"Emergency scams" can happen to anyone. Scammers fabricate an urgent situation and target family and friends with requests for help and money," the Indiana State Police and Better Business Bureau of Northern Indiana said in a news release.
Many times, scammers try to fool older adults by making the request seem to come from a grandchild, the news release said. The BBB offers these tips to avoid the "Grandparent Scam."
Know the red flags: Typically, the grandparent receives a frantic phone call from a scammer posing as the older adult's grandchild. The “grandchild” says he or she has gotten into trouble and needs help, possibly because of a car accident or drug possession arrest. The "grandchild" asks grandparents not to tell his or her parents. The scammer then asks grandparents to wire thousands of dollars reportedly needed for posting bail, repairing a car, covering lawyer's fees or other reasons.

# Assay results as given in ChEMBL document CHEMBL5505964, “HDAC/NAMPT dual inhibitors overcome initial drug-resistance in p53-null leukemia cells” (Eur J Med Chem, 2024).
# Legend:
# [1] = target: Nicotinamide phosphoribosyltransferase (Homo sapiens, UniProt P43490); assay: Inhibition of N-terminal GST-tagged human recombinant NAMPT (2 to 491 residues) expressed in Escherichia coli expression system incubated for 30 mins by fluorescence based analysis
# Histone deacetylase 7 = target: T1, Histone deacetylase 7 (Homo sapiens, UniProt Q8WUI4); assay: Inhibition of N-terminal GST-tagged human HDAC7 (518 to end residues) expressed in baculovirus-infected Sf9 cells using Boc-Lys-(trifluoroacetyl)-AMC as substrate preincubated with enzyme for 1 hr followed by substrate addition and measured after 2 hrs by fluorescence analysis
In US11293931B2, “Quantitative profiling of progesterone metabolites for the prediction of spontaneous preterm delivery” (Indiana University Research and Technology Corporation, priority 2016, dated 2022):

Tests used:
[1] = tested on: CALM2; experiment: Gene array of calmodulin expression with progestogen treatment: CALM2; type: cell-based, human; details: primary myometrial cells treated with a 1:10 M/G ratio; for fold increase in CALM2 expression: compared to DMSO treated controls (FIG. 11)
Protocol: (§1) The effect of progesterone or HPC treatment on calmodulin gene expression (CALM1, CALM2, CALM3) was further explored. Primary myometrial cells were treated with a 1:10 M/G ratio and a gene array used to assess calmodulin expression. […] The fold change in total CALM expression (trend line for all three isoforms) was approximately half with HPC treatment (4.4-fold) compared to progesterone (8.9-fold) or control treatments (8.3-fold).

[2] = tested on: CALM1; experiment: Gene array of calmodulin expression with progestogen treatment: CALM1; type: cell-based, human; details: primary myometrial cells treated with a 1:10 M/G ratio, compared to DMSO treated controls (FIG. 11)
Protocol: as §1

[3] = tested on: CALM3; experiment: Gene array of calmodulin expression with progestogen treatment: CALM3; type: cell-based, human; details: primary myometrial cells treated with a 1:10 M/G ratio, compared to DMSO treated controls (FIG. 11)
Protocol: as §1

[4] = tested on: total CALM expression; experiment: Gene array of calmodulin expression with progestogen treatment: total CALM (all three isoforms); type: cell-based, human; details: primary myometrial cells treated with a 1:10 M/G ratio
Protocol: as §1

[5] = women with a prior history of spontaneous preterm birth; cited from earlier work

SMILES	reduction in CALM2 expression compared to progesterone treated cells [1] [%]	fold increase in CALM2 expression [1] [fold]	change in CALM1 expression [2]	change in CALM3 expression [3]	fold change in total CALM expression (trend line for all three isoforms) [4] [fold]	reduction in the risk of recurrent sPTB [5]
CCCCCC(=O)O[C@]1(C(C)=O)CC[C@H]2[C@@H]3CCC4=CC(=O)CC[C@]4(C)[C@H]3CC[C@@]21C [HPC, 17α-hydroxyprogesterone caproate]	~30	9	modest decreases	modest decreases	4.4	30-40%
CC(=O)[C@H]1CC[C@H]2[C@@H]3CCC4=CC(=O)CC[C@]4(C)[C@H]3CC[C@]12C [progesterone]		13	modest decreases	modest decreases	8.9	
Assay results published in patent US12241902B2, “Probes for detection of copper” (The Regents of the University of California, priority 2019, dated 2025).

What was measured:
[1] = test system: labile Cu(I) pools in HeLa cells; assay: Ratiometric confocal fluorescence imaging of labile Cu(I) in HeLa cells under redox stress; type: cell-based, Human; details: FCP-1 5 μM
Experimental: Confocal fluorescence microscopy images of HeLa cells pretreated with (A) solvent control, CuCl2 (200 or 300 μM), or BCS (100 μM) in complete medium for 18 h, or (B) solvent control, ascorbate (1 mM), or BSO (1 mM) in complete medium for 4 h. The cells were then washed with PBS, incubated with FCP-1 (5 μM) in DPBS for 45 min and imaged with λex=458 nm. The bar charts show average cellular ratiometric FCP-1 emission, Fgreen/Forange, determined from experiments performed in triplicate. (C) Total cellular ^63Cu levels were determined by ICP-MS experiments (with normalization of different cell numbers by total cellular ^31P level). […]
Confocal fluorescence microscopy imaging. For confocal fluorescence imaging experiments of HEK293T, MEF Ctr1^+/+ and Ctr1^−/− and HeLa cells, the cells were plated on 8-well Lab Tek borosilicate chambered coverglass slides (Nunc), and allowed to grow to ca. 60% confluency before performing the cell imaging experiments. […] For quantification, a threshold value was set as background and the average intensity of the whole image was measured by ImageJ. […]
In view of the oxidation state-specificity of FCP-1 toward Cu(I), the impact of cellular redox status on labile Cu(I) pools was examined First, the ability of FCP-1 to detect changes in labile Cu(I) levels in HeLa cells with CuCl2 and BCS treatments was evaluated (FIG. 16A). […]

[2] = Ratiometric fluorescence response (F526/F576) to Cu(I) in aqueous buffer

Don’t disclose too much information. If a grandparent receives a call from someone claiming to be their grandchild in distress, don't provide any personal or financial information until confirming it really is the older adult's grandchild. For example, if a caller says, "It's me, Grandma!," don't respond with a name — let the caller explain who he or she is. People should also be careful sharing too much travel information on social media.
Ask a personal question. One easy way to confirm the caller's identity is to ask a simple question that the grandchild would know, such as the name of a cousin or pet. Don't ask something that can be easily identified via a social media profile (such as the name of the grandchild’s school).
Communicate. If a student really is traveling, he or she should share travel plans with family members before leaving the state or country. Let your older loved ones know where you’ll be and when you plan to return. Make sure everyone in the family has contact information in case of emergency. This should include a cell phone number and email for the student and for anyone they are traveling with.
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